How Does a Water Softener Work

In most neighbourhoods, various households will feature a water softener to help with hard water issues.

While there are different and cheaper ways to soften hard water, such methods have limitations and are ineffective in removing all the salts present in hard water.

A softener is a special device that eliminates all the soluble salts that might be present in hard water, providing you with soft drinking water. Whether you plan to soften temporary hard water or permanently hard water, a water softener unit will get the job done.

In this post, we will show you how does a water softener work to get rid of water hardness. Most water softeners work through the same principle. Hard water is when it contains certain levels of salts and minerals that affect the qualities of the water; hard water won’t create suds in the same way and is a big part of causing limescale.

Basic Parts of a Water Softener System

A water softener comes with basic parts that eliminate ions in the mineral-removal process and maintain the whole system. Examples of the parts that water softeners use include resin tanks, plumbing valves, and brine tanks.

Water softeners save your appliances from scale buildup. Not to mention, the efficiency of softeners is quite good, and they improve the water quality by offering you soft water. Once the water is softened, it can be used in a washing machine because it lathers with soap.

Mineral Tank

It is the part where soluble minerals are removed from hard water. This mineral tank should be connected to the mains water supply pipe that supplies water to your house. It should also be connected to the pipes that redistribute water to certain rooms in your home.

Hard water gets into the water softener mineral tank, and then it goes through a certain process, which gets rid of the soluble minerals. After that, soft water is distributed into the pipes that are in your home.

Control Valve

As the name hints, this is a valve that regulates the water that flows into the mineral tank. It also regulates the water that flows out of the mineral tank. Most control valves come with a gauge that measures the amount of water that flows into the mineral tank.

Brine Tank

It is a tank located next to the mineral tank and regenerates the charge in the mineral tank after a certain period. A brine tank features an over drain pipe for getting rid of excess water that might flow into that tank.

Once the salt solution regenerates the lost charge, salt must be re-added to the tank. Well, you can add salt pellets into the tank after a certain time to create a brine solution. The whole regeneration process happens automatically.

How Does a Water Softener Work?

The mineral tank has resin beads that are made from divinylbenzene and benzene. In most models, the mineral tank cannot be opened easily. However, the brine tank can be opened while you are refilling the salt pellets.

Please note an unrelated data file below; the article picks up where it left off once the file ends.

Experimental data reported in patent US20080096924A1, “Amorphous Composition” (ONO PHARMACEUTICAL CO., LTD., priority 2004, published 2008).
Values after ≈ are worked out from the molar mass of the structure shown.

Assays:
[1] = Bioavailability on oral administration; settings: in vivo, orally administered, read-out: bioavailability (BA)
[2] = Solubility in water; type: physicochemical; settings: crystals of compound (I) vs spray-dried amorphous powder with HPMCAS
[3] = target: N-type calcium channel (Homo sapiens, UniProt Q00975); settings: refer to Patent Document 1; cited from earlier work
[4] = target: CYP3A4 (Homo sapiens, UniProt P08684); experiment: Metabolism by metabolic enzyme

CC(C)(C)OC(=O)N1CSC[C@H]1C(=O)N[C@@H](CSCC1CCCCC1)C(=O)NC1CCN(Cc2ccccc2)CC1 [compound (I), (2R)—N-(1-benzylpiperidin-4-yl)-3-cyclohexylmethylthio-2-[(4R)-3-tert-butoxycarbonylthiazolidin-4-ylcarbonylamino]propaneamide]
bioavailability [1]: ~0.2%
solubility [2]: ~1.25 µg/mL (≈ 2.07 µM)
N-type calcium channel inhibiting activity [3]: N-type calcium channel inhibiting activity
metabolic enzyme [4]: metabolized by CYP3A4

The resin beads that are found in the mineral tank are negatively charged and can attract positive ions. Due to this, such beads can remove all the soluble minerals present in hard water.

Hard water flows from the mains water supply into the mineral tank, then drains slowly to the bottom part of the tank. As it trickles down to the bottom part of the tank, it comes into contact with the resin beads.

Since pellet beads are negatively charged, they will attract positively charged salt ions present in hard water. Positively charged ions found in hard water (calcium and magnesium) will react with the beads. On the other hand, sodium ions will react with the negative ion of the soluble salt. This whole process is known as the ion exchange process.

Once hard water drains to the bottom part of the tank in the ion exchange process, the beads will make it soft and ready to use.
After that, it will be pumped from the mineral tank to the water redistribution pipe that’s in your home.

The power of the resin beads might start to decline after the water softening process on a certain volume of hard water. If the resin beads attract a lot of positive ions, they might lose attraction power.

If this happens, the charge of the resin beads has to be regenerated. It is where the brine tank comes in. In the regeneration cycle, brine flows from the brine tank to the mineral tank.

The solution flows through the resin beads, removing the mineral deposits that might have been left on the beads. In short, the cations (calcium and magnesium) are displaced and removed from the beads with a certain amount of sodium ions that regenerates the charge.
After that, the rinse cycle starts. Freshwater is flushed through the resin beads to get rid of excess solution. Most water softeners have drain pipes that get rid of excess water or flushed water. For instance, the brine tank has an overflow drain.

Once this cycle is complete, the brine tank is refilled with clean water. Since some of the salt deposited in the brine tank gets dissolved water, you have to add more salt into the tank after the regeneration process.

In most water softeners, the regeneration cycle will begin automatically after a certain volume of water has been processed.

Get a Water Softener

Well, water softeners work through the same principles. While this whole process is automated, you have to refill salt pellets into the water softener after a certain period. Water softeners will get rid of water hardness to give you softened water.

Not to mention, you can install a water softener in different areas of your home. You can install it in the garage or the basement. If you want to remove minerals from drinking water, you can place the softener close to your tap sink. A water softener is the best solution to getting rid of minerals, and knowing how does a water softener work only ensures you make the most of your device.

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